The Bathurst 12 Hour is Australia’s longest road race and a marathon endurance event for GT sports cars. The race is held at the famed Mount Panorama circuit, well-known to motor sport enthusiasts for its association with the Australian V8 Supercars. However the Bathurst 12 Hour lives in the shadow of the V8 Supercars Bathurst 1000, which captivates the country each October. The Bathurst 12 Hours is the opening round of the new-for-2016 SRO Intercontinental GT Challenge, which also comprises the Spa 24 Hours and the Sepang 12 Hours.
Apart from the daunting 6.2- kilometre Mount Panorama track, the only other common ground of the two Bathurst races is that several stars of V8 Supercars moonlighted in Sunday’s running of the Bathurst 12 Hour. And as fate would have it, it was one of V8’s leading lights who stepped up to take first place on the podium.
Hard-charging New Zealander Shane van Gisbergen dominated in his factory supported McLaren 650S. It was a case of the fastest driver in the fastest car who won, with van Gisbergen maintaining his record-breaking qualifying form, and his pace to overcome pit lane setbacks.
After winning pole position with the fastest Mount Panorama lap in history, van Gisbergen signaled his intentions in his opening stint by setting a new outright race lap record of 2:01.567. However despite three pit stops and a drive-through penalty in the final quarter of the race, van Gisbergen, Alvaro Parente, and Jono Webb won the 2016 Bathurst 12 Hour.
During a pit stop van Gisbergen stalled while trying to pull away. Adding insult to injury, he was then caught speeding in the pitlane, incurring a drive-through penalty. Yet crucially, van Gisbergen managed to not go a lap down. The Tekno squad then opted to pit twice within the next hour, once under safety car and once not, keeping the stops short enough to jump the #2 Phoenix Audi, the #10 M-Sport Bentley, and the race-leading #1 Nissan GT-R.
From there, with next to no fuel concerns, it became a straight fight between van Gisbergen and Katsumasa Chiyo in the Nissan, the lead starting at around 12 seconds. Chiyo, who has fast-built a reputation with Australian fans for his daring abilities in the thrust of wheel-to-wheel combat, wowed on-lookers and viewers with a series of courageous moves as he pushed the rapid GT-R closer to the lead. But while Chiyo had moments where he could begin to close on the McLaren, van Gisbergen always had enough in hand to respond.
The gap did ultimately come down, setting up a grandstand finish. Chiyo, who was co-driven by Nissan V8 driver Rick Kelly and Germany’s Florian Strauss a former Nissan PlayStation GT Academy winner, chased van Gisbergen all the way to the chequered flag, closing ominously on the last of a record 297 laps to finish just 1.2 seconds behind.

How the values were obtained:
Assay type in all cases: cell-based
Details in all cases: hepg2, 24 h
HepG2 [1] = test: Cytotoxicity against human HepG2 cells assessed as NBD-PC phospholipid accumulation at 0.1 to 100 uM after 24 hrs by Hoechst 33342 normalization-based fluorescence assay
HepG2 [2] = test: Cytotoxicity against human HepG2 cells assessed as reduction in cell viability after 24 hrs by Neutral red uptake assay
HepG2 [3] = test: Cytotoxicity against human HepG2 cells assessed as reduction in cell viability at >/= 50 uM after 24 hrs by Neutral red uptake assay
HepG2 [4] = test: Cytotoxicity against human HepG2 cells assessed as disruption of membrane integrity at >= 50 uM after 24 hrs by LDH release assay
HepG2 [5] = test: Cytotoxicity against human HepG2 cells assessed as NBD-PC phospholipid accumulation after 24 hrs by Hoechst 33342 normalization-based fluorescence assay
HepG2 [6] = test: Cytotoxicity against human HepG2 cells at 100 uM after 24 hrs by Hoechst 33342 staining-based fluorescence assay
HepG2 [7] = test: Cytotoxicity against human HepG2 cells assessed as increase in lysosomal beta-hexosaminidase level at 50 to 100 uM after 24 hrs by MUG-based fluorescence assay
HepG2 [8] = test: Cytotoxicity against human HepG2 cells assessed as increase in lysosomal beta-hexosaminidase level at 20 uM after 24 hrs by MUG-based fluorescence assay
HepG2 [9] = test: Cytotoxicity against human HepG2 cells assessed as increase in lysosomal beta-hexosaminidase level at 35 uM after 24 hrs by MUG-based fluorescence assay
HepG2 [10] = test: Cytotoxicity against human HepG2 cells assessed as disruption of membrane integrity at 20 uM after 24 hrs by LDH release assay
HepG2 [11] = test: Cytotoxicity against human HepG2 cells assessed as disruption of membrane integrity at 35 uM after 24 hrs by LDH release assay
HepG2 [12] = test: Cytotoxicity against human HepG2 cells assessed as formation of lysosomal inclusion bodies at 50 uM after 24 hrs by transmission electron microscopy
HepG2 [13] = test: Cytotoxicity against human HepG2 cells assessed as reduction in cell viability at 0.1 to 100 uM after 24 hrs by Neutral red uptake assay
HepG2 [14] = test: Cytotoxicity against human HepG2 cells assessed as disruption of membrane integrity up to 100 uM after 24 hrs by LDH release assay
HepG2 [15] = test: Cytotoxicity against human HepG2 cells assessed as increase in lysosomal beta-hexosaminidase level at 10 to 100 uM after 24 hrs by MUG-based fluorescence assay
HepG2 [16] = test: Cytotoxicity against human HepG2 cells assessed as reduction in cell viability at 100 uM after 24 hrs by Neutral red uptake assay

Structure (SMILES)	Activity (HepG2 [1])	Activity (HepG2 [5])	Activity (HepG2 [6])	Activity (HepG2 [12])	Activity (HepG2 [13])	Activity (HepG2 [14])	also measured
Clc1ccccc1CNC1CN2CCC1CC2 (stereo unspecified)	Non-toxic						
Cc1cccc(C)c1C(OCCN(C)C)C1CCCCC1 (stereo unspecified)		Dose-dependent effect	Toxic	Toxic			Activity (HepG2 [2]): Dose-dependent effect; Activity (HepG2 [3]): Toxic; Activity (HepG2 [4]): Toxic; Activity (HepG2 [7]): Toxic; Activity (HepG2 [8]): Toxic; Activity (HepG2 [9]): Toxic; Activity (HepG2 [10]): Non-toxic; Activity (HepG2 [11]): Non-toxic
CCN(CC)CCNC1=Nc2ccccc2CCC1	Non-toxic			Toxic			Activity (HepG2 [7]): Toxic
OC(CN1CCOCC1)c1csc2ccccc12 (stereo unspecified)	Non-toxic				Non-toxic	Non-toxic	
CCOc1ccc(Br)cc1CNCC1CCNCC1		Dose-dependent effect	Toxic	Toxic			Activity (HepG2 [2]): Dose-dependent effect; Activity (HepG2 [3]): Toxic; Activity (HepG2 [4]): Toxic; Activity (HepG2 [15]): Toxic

“Thanks to the team,” said an elated van Gisbergen. “The car has been fastest all weekend, so to win on strategy and pace is amazing, we had [Chiyo] covered. Every time he did a [quick] lap, I stuck the knife in and did the same.”
“The team was working very well and the car was just fantastic. It is such a great team and my co-drivers were great. We were doing really well until the last few minutes, but the McLaren was so fast,” said Chiyo. “I want to say thank you to everyone in the team and to my teammates. And thank you for such a great car. I want to come back again next year.”
Steven Kane brought the #10 Bentley home in third place, pulling away from the #2 Phoenix Audi in the closing stages of the race to secure the final spot on the podium for him, Guy Smith, and Matt Bell. That resigned Laurens Vanthoor, Markus Winkelhock, and Alex Davison to fourth – still a remarkable result given that the car was a lap down mid-way through the race.
David Reynolds was fifth in the #36 Erebus Mercedes, a lap behind the winner, with the #5 GT Motorsport Audi of Greg Taylor, Barton Mawer, and Nathan Antunes taking fifth outright and first in Class A-Am. All four of the McLaren 650S GT3s were in contention at various points, with the #60 car of Bell, Davison and Watson running P3 before the charge was brought to an unforced end after sustaining damage when one of the chasing pack misjudged an overtaking maneuver. The damage was quickly repaired by the Tekno Autosport pitcrew, and despite losing four laps to the leaders, the team managed to recover to finish P9 overall.
However there was absolutely no contest in Class B, the #4 Grove Porsche winning by a whopping 16 laps. The team even had time to make an extra stop to put car owner Stephen Grove into the car for the finish, co-drivers Earl Bamber and Scott McLaughlin watching from the sidelines. Class I was a drubbing as well, the #93 MARC Mazda 3 of Jake Camilleri, Morgan Haber, and Aaron Seton winning by eight laps.
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